So, for Trolls World Tour, collectively, everyone was excited about this idea of “let's push it further.” For example, we had a mission on Trolls, where we said, “There's not going to be any water.” Here, we said, “OK, we're going to have water, but it's not going to be like any water you've ever seen. In fact, let's stay with this fiber texture world and use organza as water.” We did a test and I was like, “Man, it still looks like water. Let's go further.” That really got all the artists excited. How do we do that? And it was such a unique look. And ultimately, the look of the film stands out in the marketplace, which can get crowded with this kind of generic computer animated look.

At first, Kendal was a bit concerned that I wanted so many worlds, so many different characters. She felt, “OK, how are we going to keep a cohesive visual signature here because of these disparate genres?” But that conceit of fiber-based materials gave it cohesion.

DS: The first thing I said to myself after watching the new film was, “Damn, they animated the hell out of that movie!” As a director, do you assume your team can pretty much put anything you envision onto the screen? Are there any practical limits to animating anything you can conjure up?

WD: Well, we have the best artists in the world working here at DreamWorks Animation. And on this film, they never said “no.” Early on, we told them the concept of this story involves this vast array of different characters and different worlds. That's the story we're telling. Can we do it? They never batted an eye. Of course, we knew there’d be limitations we’d have to figure out. But they never said “no.” Again, this comes down to the great level of collaboration -- inviting everyone into figuring the film out, making them a part of everything, even giving notes on the story.

DS: How much redesign was needed for the recurring characters?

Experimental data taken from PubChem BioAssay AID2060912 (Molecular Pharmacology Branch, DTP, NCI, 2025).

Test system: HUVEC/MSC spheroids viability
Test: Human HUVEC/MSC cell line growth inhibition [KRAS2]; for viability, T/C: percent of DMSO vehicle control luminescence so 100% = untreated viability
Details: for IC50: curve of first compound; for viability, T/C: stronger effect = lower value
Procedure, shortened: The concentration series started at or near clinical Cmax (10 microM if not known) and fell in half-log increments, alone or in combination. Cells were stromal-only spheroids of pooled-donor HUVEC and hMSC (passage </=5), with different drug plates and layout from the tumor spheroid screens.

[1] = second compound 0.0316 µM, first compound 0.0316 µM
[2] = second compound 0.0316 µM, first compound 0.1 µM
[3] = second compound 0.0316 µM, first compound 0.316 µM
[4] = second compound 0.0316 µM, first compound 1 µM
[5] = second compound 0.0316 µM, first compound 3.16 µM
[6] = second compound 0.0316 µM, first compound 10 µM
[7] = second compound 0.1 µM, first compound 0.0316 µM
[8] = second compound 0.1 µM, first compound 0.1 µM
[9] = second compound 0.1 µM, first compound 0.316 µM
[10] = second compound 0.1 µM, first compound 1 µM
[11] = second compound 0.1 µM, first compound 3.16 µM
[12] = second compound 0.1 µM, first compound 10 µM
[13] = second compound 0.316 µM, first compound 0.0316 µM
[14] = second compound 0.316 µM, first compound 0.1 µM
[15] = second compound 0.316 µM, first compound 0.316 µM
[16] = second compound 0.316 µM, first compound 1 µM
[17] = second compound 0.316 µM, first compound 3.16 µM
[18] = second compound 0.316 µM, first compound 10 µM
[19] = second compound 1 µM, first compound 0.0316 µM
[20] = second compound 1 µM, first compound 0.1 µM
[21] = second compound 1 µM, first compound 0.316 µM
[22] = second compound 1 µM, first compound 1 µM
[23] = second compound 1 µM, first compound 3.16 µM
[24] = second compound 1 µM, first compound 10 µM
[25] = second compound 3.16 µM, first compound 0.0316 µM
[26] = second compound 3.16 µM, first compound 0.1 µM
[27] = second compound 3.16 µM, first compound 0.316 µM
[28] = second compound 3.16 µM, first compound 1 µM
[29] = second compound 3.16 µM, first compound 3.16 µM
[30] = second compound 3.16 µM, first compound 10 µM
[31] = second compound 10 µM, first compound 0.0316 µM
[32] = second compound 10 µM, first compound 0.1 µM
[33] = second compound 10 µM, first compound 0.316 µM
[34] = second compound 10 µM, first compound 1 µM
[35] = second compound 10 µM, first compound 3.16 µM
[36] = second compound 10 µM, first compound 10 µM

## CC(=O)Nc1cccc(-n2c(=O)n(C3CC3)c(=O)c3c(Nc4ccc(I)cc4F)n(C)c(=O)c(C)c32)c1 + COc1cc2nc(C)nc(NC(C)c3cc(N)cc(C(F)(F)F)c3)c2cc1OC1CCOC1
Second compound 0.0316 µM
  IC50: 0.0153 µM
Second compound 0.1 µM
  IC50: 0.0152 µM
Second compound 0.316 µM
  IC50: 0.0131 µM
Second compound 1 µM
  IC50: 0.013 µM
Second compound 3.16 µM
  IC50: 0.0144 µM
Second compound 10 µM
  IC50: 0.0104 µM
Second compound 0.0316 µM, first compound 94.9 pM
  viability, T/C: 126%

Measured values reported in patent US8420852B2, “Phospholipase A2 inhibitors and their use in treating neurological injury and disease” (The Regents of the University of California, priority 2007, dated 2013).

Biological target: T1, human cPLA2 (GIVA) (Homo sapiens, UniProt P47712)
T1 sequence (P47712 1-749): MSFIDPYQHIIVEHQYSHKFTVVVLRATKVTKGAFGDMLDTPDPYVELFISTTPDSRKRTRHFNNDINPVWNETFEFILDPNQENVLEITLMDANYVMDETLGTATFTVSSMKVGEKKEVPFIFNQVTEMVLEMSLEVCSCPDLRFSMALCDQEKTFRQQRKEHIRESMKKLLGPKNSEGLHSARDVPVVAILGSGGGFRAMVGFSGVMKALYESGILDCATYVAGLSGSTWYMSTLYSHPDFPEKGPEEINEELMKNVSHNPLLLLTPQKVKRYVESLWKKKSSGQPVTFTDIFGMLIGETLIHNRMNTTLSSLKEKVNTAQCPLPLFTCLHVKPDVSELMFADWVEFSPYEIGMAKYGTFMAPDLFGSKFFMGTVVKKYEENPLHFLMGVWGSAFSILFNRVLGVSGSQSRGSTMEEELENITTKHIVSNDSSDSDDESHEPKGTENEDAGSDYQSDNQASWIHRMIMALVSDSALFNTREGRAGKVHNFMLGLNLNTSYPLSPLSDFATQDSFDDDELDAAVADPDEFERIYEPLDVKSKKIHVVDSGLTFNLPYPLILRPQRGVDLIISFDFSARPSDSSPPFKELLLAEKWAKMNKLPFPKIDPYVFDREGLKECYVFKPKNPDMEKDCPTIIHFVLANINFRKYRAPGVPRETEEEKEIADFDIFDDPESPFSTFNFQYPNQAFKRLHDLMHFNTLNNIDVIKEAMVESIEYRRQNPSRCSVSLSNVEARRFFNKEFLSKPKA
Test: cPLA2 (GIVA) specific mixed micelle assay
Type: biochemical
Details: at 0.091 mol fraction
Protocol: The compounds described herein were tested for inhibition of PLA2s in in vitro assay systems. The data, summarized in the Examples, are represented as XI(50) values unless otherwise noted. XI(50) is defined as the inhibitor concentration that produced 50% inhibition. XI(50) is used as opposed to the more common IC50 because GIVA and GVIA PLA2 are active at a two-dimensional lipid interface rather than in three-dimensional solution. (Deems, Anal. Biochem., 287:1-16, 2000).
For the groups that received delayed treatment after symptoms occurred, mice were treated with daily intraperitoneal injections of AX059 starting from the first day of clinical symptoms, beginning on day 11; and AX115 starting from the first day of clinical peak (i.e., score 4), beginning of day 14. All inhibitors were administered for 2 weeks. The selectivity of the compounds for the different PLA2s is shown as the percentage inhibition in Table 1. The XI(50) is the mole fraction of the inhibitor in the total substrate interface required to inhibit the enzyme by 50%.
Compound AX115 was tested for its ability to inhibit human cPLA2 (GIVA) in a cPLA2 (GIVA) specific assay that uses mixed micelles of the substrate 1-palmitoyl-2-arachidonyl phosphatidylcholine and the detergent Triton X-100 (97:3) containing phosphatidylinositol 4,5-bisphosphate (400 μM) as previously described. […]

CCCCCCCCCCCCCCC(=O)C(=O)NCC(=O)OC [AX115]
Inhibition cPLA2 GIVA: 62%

WD: There is always redesign because the technology is always new. You can't just kind of port over something because the software is different and we're always wanting to refine things. There were changes we wanted to make on Poppy's face. Okay, let's get the eyes a little bit bigger. And so, we wanted a certain level of redesign, pushing the animation a little bit further as far as the CG. Because Dave and I studied at Cal Arts, we still draw with pencil and paper. We're kind of traditional cartoonists and animators. We wanted to bring a lot of the old animation we loved into the computer animation. To do that, technically, we needed to redesign the characters to allow more flexibility.

DS: What were the biggest challenges overall for you and Dave on the film?

WD: Just the scale of the movie. Our drive to provide people that beautiful theatrical experience meant we needed to scale the movie big. With the number of new worlds and new characters, scale was definitely a challenge. Not just technically, can we do this, but from a budget standpoint. Another big challenge was the amount of music in the film. Not just scheduling, getting all the musicians and different departments to work together on schedule, but also the music licensing.

What was so great was that everyone met these challenges with such gusto. Working on this film was the most joyful time I've had in my career. How long has it been? 30 years? It's funny how at the end of this film, everyone felt a little bittersweet. When we finally finished, we all felt the joy of being able to accomplish this difficult task. But then the crew wanted to know when they could get started on the next one! Which just doesn’t happen for sequels. The artists are usually hungry for a new property, a new film, new ideas. But they wanted to go again right away. So that was a good sign of how healthy the challenges were.

DS: Last question. Kudos, you got Ozzy Osbourne. What was it like recording with him?

WD: I'm so glad you brought him up. It was amazing. Growing up, he was a hero of mine, much like George Clinton, who’s in the movie too. Big hero of mine. I grew up in the 70s and 80s man. When Atomic Dog came out, I must've been, I don't know, 10 or 11. It was just perfect for me. I loved it.

At first, we just wanted the idea of Ozzy as a character in the film, without parody or caricature. But because he's such a presence, and such a funny guy, we figured, “Why don't we just ask if he wants to do it? Not only will it give authenticity to the rock trolls, by having the King of Rock actually play the King of Rock, but he's such a funny, amazing character.” So, when he came in here, it was the greatest. I was like, "Oh my gosh, Ozzy Osborne, this is amazing. Thank you for doing this. It's such a pleasure to meet you." He goes, "No, no, no. We've met before." He convinced me that I had met him so we could just forget the small talk and get right down to work. He was so lovely and did such a great job. And at one point, he has this kind of tender performance towards his daughter and he just nailed it. 

Dan Sarto's picture

Dan Sarto is Publisher and Editor-in-Chief of Animation World Network.